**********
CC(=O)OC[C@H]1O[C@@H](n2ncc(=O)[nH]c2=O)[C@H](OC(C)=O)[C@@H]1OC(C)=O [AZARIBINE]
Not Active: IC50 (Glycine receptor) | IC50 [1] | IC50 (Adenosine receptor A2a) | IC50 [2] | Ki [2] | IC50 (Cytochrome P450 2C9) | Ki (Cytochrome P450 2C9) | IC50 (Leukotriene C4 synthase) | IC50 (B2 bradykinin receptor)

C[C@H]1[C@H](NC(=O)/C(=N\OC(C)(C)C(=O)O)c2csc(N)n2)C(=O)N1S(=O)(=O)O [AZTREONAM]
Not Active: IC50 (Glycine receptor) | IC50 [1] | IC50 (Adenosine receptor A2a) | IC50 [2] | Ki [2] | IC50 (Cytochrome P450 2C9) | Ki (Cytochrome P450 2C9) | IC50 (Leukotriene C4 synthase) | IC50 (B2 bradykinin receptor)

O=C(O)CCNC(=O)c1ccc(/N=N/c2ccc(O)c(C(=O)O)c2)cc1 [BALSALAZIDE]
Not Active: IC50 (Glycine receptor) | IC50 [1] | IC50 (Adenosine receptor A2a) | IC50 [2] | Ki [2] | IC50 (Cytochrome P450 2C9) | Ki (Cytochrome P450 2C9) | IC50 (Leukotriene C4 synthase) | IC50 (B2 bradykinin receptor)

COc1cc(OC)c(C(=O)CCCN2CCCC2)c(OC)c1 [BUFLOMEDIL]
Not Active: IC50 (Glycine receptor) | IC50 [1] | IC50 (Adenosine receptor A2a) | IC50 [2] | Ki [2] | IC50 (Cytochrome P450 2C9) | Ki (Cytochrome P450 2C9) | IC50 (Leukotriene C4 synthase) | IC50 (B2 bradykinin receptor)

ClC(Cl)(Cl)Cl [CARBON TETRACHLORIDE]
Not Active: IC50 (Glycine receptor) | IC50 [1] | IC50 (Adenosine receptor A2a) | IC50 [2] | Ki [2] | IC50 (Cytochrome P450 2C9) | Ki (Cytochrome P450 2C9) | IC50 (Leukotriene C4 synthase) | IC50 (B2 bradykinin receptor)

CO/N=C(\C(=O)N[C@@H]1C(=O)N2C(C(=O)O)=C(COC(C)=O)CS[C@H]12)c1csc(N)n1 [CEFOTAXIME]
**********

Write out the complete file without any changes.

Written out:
CC(=O)OC[C@H]1O[C@@H](n2ncc(=O)[nH]c2=O)[C@H](OC(C)=O)[C@@H]1OC(C)=O [AZARIBINE]
Not Active: IC50 (Glycine receptor) | IC50 [1] | IC50 (Adenosine receptor A2a) | IC50 [2] | Ki [2] | IC50 (Cytochrome P450 2C9) | Ki (Cytochrome P450 2C9) | IC50 (Leukotriene C4 synthase) | IC50 (B2 bradykinin receptor)

C[C@H]1[C@H](NC(=O)/C(=N\OC(C)(C)C(=O)O)c2csc(N)n2)C(=O)N1S(=O)(=O)O [AZTREONAM]
Not Active: IC50 (Glycine receptor) | IC50 [1] | IC50 (Adenosine receptor A2a) | IC50 [2] | Ki [2] | IC50 (Cytochrome P450 2C9) | Ki (Cytochrome P450 2C9) | IC50 (Leukotriene C4 synthase) | IC50 (B2 bradykinin receptor)

O=C(O)CCNC(=O)c1ccc(/N=N/c2ccc(O)c(C(=O)O)c2)cc1 [BALSALAZIDE]
Not Active: IC50 (Glycine receptor) | IC50 [1] | IC50 (Adenosine receptor A2a) | IC50 [2] | Ki [2] | IC50 (Cytochrome P450 2C9) | Ki (Cytochrome P450 2C9) | IC50 (Leukotriene C4 synthase) | IC50 (B2 bradykinin receptor)

COc1cc(OC)c(C(=O)CCCN2CCCC2)c(OC)c1 [BUFLOMEDIL]
Not Active: IC50 (Glycine receptor) | IC50 [1] | IC50 (Adenosine receptor A2a) | IC50 [2] | Ki [2] | IC50 (Cytochrome P450 2C9) | Ki (Cytochrome P450 2C9) | IC50 (Leukotriene C4 synthase) | IC50 (B2 bradykinin receptor)

ClC(Cl)(Cl)Cl [CARBON TETRACHLORIDE]
Not Active: IC50 (Glycine receptor) | IC50 [1] | IC50 (Adenosine receptor A2a) | IC50 [2] | Ki [2] | IC50 (Cytochrome P450 2C9) | Ki (Cytochrome P450 2C9) | IC50 (Leukotriene C4 synthase) | IC50 (B2 bradykinin receptor)

CO/N=C(\C(=O)N[C@@H]1C(=O)N2C(C(=O)O)=C(COC(C)=O)CS[C@H]12)c1csc(N)n1 [CEFOTAXIME]